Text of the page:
The Sunday Mail
As schools open their doors for a new school term on Tuesday, some, if not most, of St Charles Lwanga High School pupils will be agonising over their future studies.
Only 63 of the Catholic-run school’s remaining 256 pupils have been accommodated by other learning institutions that are under the ambit of the Roman Catholic’s Diocese of Mutare.
St Charles Lwanga – which is in Chimanimani province of Manicaland – was bludgeoned and wrecked by both rockfalls and mudslides occasioned by Cyclone Idai, considered the worst weather-related disaster in the Southern hemisphere, on March 15 this year.
Two pupils, Munashe Jena (13) and Watson Kocherani, lost their lives in the tragedy.
A contorted heap of debris now lies where the 56-year-old school once was.
But in the painful aftermath, it is becoming increasingly difficult for distressed parents to move on.
Mr Farirai Masekesa (50), a representative of some of the parents, told The Sunday Mail that the Diocese of Mutare hadn’t lent any satisfactory support to parents who were desperate to secure placings for their children.
“The (Mutare) diocese, as the responsible authority, has not assisted our boys in any meaningful way, as expected.
“They just supplied parents on social media with phone numbers of school headmasters’ of a few schools in Manicaland,” said Mr Masekesa.
Some parents felt it would have been ideal to have the affected pupils in one school to lessen the burden associated with buying new uniforms and books.
“In going to a new school, there are hidden costs that parents and guardians feel they will not be able to afford – buying new uniforms, blankets and stationery, especially taking into cognisance the current state of the economy . . .
“For the Form Fours, we feel there should be continuity as some schools do not offer the same subjects, and also the issue of practical subjects like agriculture and computers – all those things have to be considered,” he said.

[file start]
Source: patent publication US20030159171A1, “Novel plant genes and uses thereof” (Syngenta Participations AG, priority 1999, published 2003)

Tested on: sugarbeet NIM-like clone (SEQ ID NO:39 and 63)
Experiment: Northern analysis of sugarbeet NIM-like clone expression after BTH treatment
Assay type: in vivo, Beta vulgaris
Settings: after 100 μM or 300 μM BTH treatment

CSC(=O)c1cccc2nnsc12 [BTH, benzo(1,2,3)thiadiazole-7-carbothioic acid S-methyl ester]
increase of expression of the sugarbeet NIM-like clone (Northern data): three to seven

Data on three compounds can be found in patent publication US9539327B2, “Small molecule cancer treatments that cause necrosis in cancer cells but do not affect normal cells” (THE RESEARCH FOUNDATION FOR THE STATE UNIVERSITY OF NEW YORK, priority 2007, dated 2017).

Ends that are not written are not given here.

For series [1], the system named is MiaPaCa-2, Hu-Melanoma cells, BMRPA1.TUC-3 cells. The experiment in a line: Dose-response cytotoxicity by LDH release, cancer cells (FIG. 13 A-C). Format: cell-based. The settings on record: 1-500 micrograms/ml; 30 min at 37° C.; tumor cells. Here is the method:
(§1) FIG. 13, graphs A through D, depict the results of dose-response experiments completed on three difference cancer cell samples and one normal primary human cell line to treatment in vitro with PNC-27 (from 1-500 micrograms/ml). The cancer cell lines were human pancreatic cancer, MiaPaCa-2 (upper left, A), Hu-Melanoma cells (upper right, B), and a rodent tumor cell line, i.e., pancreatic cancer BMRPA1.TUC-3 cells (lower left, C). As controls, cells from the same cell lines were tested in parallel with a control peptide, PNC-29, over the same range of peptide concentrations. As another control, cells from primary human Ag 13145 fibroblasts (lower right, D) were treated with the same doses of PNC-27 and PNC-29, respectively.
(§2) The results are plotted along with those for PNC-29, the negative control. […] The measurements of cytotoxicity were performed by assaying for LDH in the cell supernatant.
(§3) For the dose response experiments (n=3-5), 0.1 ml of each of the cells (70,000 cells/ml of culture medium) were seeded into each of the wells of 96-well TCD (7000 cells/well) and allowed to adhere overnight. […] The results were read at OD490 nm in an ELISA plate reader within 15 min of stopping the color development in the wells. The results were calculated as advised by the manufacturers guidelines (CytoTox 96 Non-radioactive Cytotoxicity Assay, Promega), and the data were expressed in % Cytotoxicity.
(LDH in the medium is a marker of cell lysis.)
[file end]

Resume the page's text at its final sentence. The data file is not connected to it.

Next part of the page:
Hoping against hope
Mr Masekesa has every reason to be worried: his son, Takudzwa Masekesa (16), is in Form Four and is therefore due to sit for his final exams this year.
And his son is equally worried.
But his heart still lies with his battered school.
There are fears that pupils from St Charles Lwanga might be stigmatised at their new schools.
“We will wait for its reconstruction together with our teachers while we are at a temporary place.
“We have already been given nicknames – ‘ana Cyclone Idai’; what more at a new school?” said Takudzwa.
Another parent, who elected to remain anonymous due to the sensitivity of the matter, said the Diocese of Mutare had failed to meet its part of the bargain.
“As parents, we were expecting the diocese to organise one place for our boys and teachers. Since their term was cut short, they are behind, so as a parent l feel my children can’t cope with others at a new school, be it boarding or day (school),” said the concerned parent.
“Schools are to be opened on Tuesday and yet we don’t know what to do. We are stranded, we as parents are appealing to Unicef (United Nations Children’s Fund) to get assistance for uniforms, text books and exercise books,” added the parent.
Anxious parents have since delivered a petition to the Diocese of Mutare after failing to reach an agreement with the diocese’s education secretary, Mr Lawrence Chibvuri.
Initially, authorities thought the students could have been housed as Eagle Training Centre in Vumba, Mutare.
However, it proved to be logistically infeasible to make the arrangements in time.
Some parents even vented anger on Mr Chibvuri for going for a site visit at the centre without them.
“The parents told me that I did not act professionally by going to Eagle Training Centre without them,” he said.
Sixty-three pupils, he added, had managed to find other schools in the diocese.
There are plans to build a new school at a separate location, which has been found at Ruwaka, 20 kilometres away from the old school. Encouragingly, authorities believe that the pupils will ably adjust to the new school term, especially after the traumatic events in March, as they had been provided with free counselling services. Overall, both the teachers and pupils received two counselling sessions from five organisations.
Efforts to get hold of the Diocese of Mutare were fruitless at the time of going to press.